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Discussion Starter #1
Quick question for the under 30, pick up truck owners,.....

I’m a product of the late 70’s, early 80’s. Our cars and even trucks were modded to reflect race cars of the era.

We had headers, glass packs, 15’s with lots of rubber, 70’s, 60’s and 50’s, traction bars and air shocks or shackles for a Nice rake.

Like drag cars of the day, the rear end was raised and stuffed with a fat tire, even if you had a six. The Look was important.

So my question to the under 30, young, cool pick up owners is this:

Explain to me the “Cool”, look of having a truck with a backwards rake, where the rear end is lower than the front.

I call it the Farm Truck, where it looks as if you’re hauling a bed of cement or rocks,......why is this popular?
 

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1968 coupe, 1968 vert, 1966 coupe
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It’s called a Carolina squat and it’s the stupidest thing ever I drive a new Silverado 2500 and just have it leveled with rims and tires.
 

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Don't pick on youngsters by trying to make them explain stuff. "Its cool" has lost all meaning.

I think it actually has a use in the "pre-runner" sand and beaches.
I thought it was from when their air bags leaked and they couldn't fix it. Ive even seen/heard a few with the pump running constantly but doing nothing.
...and this whole deal of crazy offset wheels, low profile tires on a jacked up truck is assinine on too many levels to list. Must be hell on wheel bearings is all I can think.
 

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Discussion Starter #5
Gassers served a purpose, much more than cosmetic.
 

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Just this evening I saw a Shiverlay 3500 Duallie with the ass end dragging the ground. I had no idea it was the latest style.
 

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Discussion Starter #7
Unfortunately it is,....
 

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I had no idea this was a thing. Sounds like the original look of the Mustangs with squatted rear end.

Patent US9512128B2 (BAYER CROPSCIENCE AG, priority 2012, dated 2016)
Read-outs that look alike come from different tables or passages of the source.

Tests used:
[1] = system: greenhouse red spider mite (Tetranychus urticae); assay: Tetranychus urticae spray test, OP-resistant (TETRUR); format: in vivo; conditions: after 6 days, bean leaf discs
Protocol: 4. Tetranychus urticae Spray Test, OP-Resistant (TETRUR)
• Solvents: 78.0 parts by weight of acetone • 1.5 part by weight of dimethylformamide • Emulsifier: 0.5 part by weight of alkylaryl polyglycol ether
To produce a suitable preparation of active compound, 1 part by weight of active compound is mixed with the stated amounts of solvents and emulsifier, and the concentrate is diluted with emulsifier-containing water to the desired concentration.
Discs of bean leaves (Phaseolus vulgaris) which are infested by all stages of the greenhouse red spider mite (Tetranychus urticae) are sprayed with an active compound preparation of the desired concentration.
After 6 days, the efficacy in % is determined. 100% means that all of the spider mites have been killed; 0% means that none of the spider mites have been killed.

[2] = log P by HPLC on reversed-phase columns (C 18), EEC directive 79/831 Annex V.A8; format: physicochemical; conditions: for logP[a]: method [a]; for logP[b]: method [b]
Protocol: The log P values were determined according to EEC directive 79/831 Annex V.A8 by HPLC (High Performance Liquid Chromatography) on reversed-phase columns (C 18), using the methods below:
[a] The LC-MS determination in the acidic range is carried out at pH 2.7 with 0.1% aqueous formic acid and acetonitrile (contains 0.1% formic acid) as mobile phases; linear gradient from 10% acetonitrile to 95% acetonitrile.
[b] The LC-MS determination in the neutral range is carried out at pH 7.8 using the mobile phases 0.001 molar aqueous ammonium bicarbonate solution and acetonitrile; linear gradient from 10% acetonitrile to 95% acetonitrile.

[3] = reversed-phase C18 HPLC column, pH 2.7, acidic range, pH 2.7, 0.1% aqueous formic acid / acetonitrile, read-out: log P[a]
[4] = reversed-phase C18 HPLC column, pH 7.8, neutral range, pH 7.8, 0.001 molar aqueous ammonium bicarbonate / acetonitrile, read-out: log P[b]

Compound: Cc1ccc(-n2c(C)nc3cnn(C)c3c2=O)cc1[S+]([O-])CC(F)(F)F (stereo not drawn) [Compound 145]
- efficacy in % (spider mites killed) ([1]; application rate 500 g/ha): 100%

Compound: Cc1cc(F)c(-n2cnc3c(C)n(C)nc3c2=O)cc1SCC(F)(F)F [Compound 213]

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It's much worse than a case of satchel-ass. It's a chronic syndrome of geriatric sag. It looks absolutely horrible and can't be safe for handling. My sons hate it. Older boy is ready for some new GT leafs on his 66.
 

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The ultimate truck for a man of any age.

 

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Explain to me the “Cool”, look of having a truck with a backwards rake, where the rear end is lower than the front.
I suppose if I count as two 30 year olds I could answer...

When you’re off road the suspension travel in the front is set up in a way that rakes it toward the rear. When it‘s at speed and levels out the attitude of the vehicle is on a horizontal plane but it you look at the suspension travel and rate it’s going nuts to be able to absorb the impact. If you’re level in the static setup there’s a good chance you’ll endo at speed.

That said a good deal of those trucks don’t make it off road much, some not at all. It’s the desert racing look and has been around for quite a while. Perhaps it’s making it’s way out of the southwest. It has function it’s just not everyone uses that function. Like our drag looking cars in the 70s or the tuner car kids that look drift or race but never do.

 

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1966 Mustang Hardtop 289 4 Speed
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Quick question for the under 30, pick up truck owners,.....

I’m a product of the late 70’s, early 80’s. Our cars and even trucks were modded to reflect race cars of the era.

We had headers, glass packs, 15’s with lots of rubber, 70’s, 60’s and 50’s, traction bars and air shocks or shackles for a Nice rake.

Like drag cars of the day, the rear end was raised and stuffed with a fat tire, even if you had a six. The Look was important.

So my question to the under 30, young, cool pick up owners is this:

Explain to me the “Cool”, look of having a truck with a backwards rake, where the rear end is lower than the front.

I call it the Farm Truck, where it looks as if you’re hauling a bed of cement or rocks,......why is this popular?
It's the same mentality that adds a fart can muffler to a Honda Civic and thinks it makes it a high performance race car 😂
 

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Discussion Starter #20
I suppose if I count as two 30 year olds I could answer...

When you’re off road the suspension travel in the front is set up in a way that rakes it toward the rear. When it‘s at speed and levels out the attitude of the vehicle is on a horizontal plane but it you look at the suspension travel and rate it’s going nuts to be able to absorb the impact. If you’re level in the static setup there’s a good chance you’ll endo at speed.

That said a good deal of those trucks don’t make it off road much, some not at all. It’s the desert racing look and has been around for quite a while. Perhaps it’s making it’s way out of the southwest. It has function it’s just not everyone uses that function. Like our drag looking cars in the 70s or the tuner car kids that look drift or race but never do.

Could be,.....sounds reasonable.

What I’m seeing are Street trucks.
 
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